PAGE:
See a doctor if you are unwell, say experts as community cases go up
Reminders pour in from authorities as seventh Covid-19 infection is added to cluster linked to police para-vet
If you have a cough, sore throat or runny nose, you should not think it is just the common flu.
It could mean you have Covid-19, medical experts said yesterday.
And now is not the time to avoid seeing a doctor and getting a medical certificate (MC) if you are unwell, added infectious disease specialist Leong Hoe Nam.
"Covid-19 is pictured as a virus that kills with severe pneumonia, but in the initial days of the illness, it behaves like any cold virus," he said.
His advice comes as a seventh case was added to the Covid-19 cluster linked to a police para-veterinarian.
Four cases linked to this cluster did not seek medical treatment even though they fell ill with flu-like symptoms.
Getting tested may mean a compulsory MC requiring one to stay at home till the result is out.
But it will help to stop the spread of the coronavirus, said Dr Leong.
"Early identification of infected individuals will help save lives."
Dr Ling Li Min, an infectious disease physician at Rophi Clinic, added: "A misconception is that one has to feel unwell or must have a fever before seeking treatment."
But many of the Covid-19 cases reported are, in fact, asymptomatic, she noted.
Another key symptom is the loss of smell or taste, said Dr Ling.
This was observed for three of the cases in the cluster linked to the police para-veterinarian.
The cluster emerged after a 32-year-old para-veterinarian working in the Police K-9 Unit at 2 Mowbray Road tested positive last Wednesday. The officer had felt feverish after returning home from work last Monday.
The para-vet's wife, 28, was the second case added to the cluster last Saturday.The third and fourth cases were linked to the cluster on Sunday.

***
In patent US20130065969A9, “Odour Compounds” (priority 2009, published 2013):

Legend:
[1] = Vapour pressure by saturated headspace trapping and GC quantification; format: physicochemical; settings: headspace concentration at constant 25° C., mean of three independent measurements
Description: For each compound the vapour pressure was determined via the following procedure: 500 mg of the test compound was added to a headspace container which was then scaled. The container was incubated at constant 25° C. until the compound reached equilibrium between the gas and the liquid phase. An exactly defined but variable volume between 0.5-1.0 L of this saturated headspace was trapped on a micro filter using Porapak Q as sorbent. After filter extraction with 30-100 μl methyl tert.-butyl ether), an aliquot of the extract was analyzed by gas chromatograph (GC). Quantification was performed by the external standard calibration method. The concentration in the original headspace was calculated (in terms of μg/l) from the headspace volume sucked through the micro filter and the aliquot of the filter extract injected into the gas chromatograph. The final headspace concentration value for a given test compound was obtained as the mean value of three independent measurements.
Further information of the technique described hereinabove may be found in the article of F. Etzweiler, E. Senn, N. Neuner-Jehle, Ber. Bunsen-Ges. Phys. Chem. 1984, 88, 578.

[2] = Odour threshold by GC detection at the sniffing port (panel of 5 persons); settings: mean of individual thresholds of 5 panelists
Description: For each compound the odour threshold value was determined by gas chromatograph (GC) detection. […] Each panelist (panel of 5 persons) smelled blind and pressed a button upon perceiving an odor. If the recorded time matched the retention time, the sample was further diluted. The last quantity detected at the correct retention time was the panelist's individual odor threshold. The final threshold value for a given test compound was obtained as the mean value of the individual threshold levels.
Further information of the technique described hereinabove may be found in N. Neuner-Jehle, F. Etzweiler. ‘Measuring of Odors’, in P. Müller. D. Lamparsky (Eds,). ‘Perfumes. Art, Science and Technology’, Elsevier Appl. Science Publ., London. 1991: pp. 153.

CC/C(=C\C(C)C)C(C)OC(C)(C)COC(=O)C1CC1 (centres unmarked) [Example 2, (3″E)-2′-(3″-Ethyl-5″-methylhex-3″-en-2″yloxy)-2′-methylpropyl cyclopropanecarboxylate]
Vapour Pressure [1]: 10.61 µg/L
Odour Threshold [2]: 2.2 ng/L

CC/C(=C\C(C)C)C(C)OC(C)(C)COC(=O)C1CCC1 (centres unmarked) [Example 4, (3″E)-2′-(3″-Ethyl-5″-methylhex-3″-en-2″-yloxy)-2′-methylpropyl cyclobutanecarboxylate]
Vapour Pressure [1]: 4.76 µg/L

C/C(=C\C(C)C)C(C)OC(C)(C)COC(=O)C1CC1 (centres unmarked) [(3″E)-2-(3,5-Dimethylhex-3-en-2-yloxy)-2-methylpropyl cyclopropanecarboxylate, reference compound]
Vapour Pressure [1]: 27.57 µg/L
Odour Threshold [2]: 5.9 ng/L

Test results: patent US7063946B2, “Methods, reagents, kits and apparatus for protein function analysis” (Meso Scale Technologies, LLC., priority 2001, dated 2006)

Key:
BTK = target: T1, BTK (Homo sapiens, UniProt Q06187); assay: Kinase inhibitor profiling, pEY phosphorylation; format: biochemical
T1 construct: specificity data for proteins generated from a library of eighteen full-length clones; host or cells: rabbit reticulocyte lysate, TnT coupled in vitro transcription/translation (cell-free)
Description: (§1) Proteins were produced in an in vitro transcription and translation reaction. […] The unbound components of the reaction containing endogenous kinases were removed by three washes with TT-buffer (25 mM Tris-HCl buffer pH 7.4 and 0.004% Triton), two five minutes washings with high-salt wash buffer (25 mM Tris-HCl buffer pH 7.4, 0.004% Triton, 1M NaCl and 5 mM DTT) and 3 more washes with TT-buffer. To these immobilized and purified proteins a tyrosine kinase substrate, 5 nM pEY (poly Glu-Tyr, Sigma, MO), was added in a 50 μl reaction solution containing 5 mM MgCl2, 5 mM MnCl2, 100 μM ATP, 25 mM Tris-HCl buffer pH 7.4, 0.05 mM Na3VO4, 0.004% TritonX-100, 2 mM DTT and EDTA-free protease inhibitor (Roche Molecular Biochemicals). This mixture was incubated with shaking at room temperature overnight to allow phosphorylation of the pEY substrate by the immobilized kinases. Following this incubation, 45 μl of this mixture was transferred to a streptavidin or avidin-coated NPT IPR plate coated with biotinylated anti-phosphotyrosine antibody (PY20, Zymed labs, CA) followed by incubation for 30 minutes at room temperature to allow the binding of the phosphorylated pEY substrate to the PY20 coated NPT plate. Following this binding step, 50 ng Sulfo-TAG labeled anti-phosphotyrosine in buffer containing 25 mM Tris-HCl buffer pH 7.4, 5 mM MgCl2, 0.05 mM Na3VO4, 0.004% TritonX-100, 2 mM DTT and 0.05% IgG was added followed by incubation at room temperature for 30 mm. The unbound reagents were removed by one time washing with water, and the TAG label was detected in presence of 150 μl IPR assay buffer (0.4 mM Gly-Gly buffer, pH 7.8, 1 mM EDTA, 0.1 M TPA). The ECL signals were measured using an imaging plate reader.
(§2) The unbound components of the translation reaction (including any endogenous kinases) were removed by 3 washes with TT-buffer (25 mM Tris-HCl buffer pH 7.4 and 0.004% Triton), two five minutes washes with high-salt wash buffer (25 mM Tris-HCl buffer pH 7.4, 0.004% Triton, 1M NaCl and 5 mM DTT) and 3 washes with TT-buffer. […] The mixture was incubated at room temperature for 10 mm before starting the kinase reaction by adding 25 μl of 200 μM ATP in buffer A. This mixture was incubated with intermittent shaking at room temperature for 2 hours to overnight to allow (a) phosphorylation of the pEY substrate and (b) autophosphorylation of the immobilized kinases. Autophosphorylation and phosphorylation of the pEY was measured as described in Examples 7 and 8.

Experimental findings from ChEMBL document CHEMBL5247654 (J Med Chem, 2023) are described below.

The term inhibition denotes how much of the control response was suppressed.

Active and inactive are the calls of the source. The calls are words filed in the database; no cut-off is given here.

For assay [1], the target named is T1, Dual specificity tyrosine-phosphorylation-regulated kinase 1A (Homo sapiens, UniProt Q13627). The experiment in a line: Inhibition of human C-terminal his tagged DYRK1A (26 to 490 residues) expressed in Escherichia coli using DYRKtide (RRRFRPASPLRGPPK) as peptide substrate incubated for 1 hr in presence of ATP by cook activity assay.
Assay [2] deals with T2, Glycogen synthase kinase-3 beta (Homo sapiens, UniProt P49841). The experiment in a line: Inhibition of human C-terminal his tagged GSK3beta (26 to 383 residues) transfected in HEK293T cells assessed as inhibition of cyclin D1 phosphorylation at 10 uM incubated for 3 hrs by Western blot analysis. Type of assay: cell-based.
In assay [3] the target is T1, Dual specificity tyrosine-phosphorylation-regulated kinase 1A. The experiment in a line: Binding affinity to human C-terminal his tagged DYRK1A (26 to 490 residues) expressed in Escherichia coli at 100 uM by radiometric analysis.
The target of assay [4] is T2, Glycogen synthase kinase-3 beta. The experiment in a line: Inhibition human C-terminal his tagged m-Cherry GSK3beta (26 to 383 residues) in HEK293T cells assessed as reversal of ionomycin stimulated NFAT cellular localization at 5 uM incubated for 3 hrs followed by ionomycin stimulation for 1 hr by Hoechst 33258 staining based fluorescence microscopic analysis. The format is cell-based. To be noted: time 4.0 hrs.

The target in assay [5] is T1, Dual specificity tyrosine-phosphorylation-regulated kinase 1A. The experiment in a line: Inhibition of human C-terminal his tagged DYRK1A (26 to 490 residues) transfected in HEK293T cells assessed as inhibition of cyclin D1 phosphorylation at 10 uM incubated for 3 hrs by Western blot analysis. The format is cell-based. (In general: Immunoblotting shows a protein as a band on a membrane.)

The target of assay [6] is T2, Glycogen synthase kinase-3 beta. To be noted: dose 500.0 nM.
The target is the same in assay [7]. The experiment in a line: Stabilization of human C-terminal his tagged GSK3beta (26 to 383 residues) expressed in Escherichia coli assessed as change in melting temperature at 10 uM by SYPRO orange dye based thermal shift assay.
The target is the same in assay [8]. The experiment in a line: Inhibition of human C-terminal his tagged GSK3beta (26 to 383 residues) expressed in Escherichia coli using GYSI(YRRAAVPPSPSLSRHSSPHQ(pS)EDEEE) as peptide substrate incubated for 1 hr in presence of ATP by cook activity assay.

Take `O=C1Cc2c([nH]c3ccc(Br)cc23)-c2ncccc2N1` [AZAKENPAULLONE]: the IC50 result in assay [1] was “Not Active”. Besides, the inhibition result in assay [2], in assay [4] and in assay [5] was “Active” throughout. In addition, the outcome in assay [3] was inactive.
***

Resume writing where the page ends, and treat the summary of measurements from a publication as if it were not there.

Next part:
A 44-year-old police administrative officer who also works at 2 Mowbray Road had developed a dry throat on Jan 7 but did not seek medical treatment.
As part of special testing operations, he was tested last Friday and a positive result came back the next day.
His family member, also 44 and a homemaker, did not seek medical treatment despite having a fever and chills on Jan 9, and losing her sense of smell and taste on Jan 13.
Upon tracing the administrative officer's contacts, MOH contacted her last Saturday and she was tested after reporting her symptoms.
On Monday, two more family members of the administrative officer were added to the cluster as the fifth and sixth linked cases - his wife, who is 43, and a 66-year-old family member.
Both did not see a doctor despite experiencing symptoms such as a runny nose, sore throat, diarrhoea and losing sense of taste and smell. They were tested after reporting symptoms last Saturday and were confirmed positive on Sunday.
Yesterday, the administrative officer's eight-year-old son was confirmed positive, making him the seventh case.
The emergence of this community cluster has raised concerns about complacency setting in.
Speaker of Parliament Tan Chuan Jin on Monday warned Singapore residents against complacency during the upcoming Chinese New Year celebrations.
"In many Western countries, extensive celebrations, without paying attention to safe measures, during the Christmas holiday period also exacerbated the situation," he said in a Facebook post.
Education Minister Lawrence Wong, co-chairman of the ministerial task force on Covid-19, urged similar caution as the new community cases emerged.
It was a point reiterated by medical experts, who said precautions are needed as the pandemic is not over yet.
Said Dr Ling: "This is a reminder to us all that Covid-19 is still out there, so don't let up on the masking, hand hygiene and social distancing measures."